MAPI comments on durable goods report
Flat year-over-year growth in non-defense capital goods matches flat equipment and software spending.
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Cliff Waldman, Senior Economist for the Manufacturers Alliance for Productivity and Innovation commented today that, excluding the often volatile demand for transportation equipment, total new orders were up by 1.5 percent and have been modest in recent months. “Given the high degree of uncertainty in the global economic climate and from U.S. fiscal policy, it is something of an upside surprise that orders for long-lasting goods were flat in October, although this number has been volatile in recent months, rising by 9.2 percent in September after a 13.1 percent decline in August,
“In spite of a raft of global economic troubles and the prospect of a fiscal mess in the early part of the new year, orders for non-defense capital goods, excluding aircraft, a proxy for business equipment spending, were up by 1.7 percent in October, although they were flat on a year-over-year basis, corroborating the flat equipment and software spending growth seen during the third quarter of this year,” he added. “Clearly, business decision makers are engaging in just enough capital spending to keep their enterprises going. In a shaky global economy and a highly uncertain U.S. policy environment, there is not going to be much entrepreneurial business expansion of the type that would result from, and reinforce, a strong economic expansion.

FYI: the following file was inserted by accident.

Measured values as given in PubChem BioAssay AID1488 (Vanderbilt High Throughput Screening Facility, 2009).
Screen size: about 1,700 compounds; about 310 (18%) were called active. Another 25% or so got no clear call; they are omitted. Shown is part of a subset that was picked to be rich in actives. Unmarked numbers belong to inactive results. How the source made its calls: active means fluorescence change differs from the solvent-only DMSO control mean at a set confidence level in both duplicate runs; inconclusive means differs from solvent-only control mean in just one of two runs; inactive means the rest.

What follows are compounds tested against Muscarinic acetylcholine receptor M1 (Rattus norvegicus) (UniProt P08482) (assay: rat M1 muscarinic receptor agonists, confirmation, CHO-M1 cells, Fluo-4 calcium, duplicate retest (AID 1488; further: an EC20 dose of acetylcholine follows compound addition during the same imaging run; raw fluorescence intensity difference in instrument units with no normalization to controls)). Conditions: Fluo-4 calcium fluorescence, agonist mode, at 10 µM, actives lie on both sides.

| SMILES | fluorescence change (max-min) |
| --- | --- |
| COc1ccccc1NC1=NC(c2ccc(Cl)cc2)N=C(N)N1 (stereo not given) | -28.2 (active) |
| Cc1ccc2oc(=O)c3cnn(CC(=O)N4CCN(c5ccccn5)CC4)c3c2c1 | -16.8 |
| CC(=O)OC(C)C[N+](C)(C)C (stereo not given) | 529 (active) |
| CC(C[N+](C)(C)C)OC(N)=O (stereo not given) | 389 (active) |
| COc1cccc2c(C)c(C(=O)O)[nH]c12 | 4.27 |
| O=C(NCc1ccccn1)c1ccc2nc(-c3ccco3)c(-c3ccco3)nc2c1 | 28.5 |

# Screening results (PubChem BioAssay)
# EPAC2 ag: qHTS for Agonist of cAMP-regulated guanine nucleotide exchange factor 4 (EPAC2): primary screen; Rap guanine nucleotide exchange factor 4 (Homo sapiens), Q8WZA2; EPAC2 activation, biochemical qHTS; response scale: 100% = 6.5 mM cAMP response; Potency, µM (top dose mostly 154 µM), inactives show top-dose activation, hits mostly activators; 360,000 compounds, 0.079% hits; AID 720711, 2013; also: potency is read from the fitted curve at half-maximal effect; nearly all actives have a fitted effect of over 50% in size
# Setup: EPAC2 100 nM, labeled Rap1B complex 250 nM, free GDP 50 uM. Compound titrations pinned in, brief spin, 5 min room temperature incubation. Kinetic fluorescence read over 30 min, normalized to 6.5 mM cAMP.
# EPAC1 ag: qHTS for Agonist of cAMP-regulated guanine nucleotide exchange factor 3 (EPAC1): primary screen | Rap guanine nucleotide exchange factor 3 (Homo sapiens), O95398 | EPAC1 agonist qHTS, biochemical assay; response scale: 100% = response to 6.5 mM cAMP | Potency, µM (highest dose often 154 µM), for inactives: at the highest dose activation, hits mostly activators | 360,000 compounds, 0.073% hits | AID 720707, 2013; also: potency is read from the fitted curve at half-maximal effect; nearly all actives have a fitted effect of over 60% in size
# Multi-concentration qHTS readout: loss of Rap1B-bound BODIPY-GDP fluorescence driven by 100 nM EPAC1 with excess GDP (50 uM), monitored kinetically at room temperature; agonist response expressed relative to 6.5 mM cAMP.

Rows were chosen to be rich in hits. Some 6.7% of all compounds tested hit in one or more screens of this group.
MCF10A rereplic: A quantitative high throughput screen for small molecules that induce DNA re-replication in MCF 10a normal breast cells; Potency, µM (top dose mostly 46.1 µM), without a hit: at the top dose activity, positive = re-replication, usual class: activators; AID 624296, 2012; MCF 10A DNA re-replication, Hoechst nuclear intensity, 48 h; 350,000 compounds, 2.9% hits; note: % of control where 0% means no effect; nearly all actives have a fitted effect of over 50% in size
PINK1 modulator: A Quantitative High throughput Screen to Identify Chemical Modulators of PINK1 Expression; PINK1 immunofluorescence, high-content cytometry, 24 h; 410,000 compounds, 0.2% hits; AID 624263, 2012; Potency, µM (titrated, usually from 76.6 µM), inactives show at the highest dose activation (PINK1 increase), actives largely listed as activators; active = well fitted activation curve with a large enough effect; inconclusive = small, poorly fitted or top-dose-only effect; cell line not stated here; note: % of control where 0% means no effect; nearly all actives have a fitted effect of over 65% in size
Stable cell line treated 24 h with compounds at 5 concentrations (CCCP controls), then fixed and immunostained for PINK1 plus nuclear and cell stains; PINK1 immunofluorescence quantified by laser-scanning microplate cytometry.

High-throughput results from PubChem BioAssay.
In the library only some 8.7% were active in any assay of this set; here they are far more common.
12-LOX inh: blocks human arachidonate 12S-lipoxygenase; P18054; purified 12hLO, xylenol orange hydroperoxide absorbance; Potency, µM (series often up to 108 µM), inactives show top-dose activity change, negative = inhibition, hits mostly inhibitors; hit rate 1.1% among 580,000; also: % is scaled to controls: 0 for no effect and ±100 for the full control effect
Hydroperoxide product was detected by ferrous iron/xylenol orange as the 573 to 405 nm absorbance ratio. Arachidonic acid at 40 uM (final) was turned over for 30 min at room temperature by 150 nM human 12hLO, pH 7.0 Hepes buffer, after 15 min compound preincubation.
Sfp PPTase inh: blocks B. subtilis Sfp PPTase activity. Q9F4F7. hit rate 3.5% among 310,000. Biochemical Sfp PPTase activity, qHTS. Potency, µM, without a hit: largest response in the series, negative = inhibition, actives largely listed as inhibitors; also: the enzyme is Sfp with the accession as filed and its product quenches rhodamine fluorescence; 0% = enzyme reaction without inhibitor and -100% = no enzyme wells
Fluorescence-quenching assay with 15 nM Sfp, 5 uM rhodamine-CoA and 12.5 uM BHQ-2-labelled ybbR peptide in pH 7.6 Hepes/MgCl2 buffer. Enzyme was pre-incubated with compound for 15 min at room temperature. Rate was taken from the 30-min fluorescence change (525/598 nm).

“Recent data continue to suggest that U.S. factory sector growth, while having slowed significantly, is at least staying above water,” Waldman concluded. “In October, demand for the output of industry sectors that are fundamental to manufacturing supply chains—such as machinery, primary metals, and fabricated metals—were all positive, although machinery demand was down by 3.3 percent on a year-over year basis. While slow but positive growth remains the most likely path for U.S. manufacturing over the short-term, U.S. and world economies that still have the potential to deliver negative surprises suggest that the risks remain on the downside for U.S. goods producers.”
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